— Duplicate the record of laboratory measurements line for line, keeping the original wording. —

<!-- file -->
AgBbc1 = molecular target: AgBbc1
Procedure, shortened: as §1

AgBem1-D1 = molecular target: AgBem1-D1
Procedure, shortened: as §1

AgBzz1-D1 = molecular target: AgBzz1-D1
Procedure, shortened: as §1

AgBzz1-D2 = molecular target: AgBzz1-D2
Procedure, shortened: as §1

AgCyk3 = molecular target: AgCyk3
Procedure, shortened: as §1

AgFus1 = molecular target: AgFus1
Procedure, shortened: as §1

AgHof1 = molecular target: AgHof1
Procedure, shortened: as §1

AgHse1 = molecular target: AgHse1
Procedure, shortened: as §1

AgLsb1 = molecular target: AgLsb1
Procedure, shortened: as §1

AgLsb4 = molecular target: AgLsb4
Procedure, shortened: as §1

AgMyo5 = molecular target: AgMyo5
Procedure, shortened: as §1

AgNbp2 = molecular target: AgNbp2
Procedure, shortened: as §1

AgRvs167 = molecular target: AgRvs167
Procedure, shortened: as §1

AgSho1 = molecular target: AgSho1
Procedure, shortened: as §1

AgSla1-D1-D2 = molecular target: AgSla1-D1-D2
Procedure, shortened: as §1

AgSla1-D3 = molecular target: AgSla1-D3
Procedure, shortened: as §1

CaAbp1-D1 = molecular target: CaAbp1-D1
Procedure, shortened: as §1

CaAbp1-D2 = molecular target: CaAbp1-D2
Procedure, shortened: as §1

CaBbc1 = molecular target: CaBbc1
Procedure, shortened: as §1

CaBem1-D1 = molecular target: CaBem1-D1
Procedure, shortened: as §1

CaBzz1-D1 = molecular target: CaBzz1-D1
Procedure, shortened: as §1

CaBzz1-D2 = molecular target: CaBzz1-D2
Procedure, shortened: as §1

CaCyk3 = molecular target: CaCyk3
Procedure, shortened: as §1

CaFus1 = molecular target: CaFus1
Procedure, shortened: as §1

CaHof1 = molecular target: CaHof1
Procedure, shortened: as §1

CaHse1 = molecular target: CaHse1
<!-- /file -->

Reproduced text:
AgBbc1 = molecular target: AgBbc1
Procedure, shortened: as §1

AgBem1-D1 = molecular target: AgBem1-D1
Procedure, shortened: as §1

AgBzz1-D1 = molecular target: AgBzz1-D1
Procedure, shortened: as §1

AgBzz1-D2 = molecular target: AgBzz1-D2
Procedure, shortened: as §1

AgCyk3 = molecular target: AgCyk3
Procedure, shortened: as §1

AgFus1 = molecular target: AgFus1
Procedure, shortened: as §1

AgHof1 = molecular target: AgHof1
Procedure, shortened: as §1

AgHse1 = molecular target: AgHse1
Procedure, shortened: as §1

AgLsb1 = molecular target: AgLsb1
Procedure, shortened: as §1

AgLsb4 = molecular target: AgLsb4
Procedure, shortened: as §1

AgMyo5 = molecular target: AgMyo5
Procedure, shortened: as §1

AgNbp2 = molecular target: AgNbp2
Procedure, shortened: as §1

AgRvs167 = molecular target: AgRvs167
Procedure, shortened: as §1

AgSho1 = molecular target: AgSho1
Procedure, shortened: as §1

AgSla1-D1-D2 = molecular target: AgSla1-D1-D2
Procedure, shortened: as §1

AgSla1-D3 = molecular target: AgSla1-D3
Procedure, shortened: as §1

CaAbp1-D1 = molecular target: CaAbp1-D1
Procedure, shortened: as §1

CaAbp1-D2 = molecular target: CaAbp1-D2
Procedure, shortened: as §1

CaBbc1 = molecular target: CaBbc1
Procedure, shortened: as §1

CaBem1-D1 = molecular target: CaBem1-D1
Procedure, shortened: as §1

CaBzz1-D1 = molecular target: CaBzz1-D1
Procedure, shortened: as §1

CaBzz1-D2 = molecular target: CaBzz1-D2
Procedure, shortened: as §1

CaCyk3 = molecular target: CaCyk3
Procedure, shortened: as §1

CaFus1 = molecular target: CaFus1
Procedure, shortened: as §1

CaHof1 = molecular target: CaHof1
Procedure, shortened: as §1

CaHse1 = molecular target: CaHse1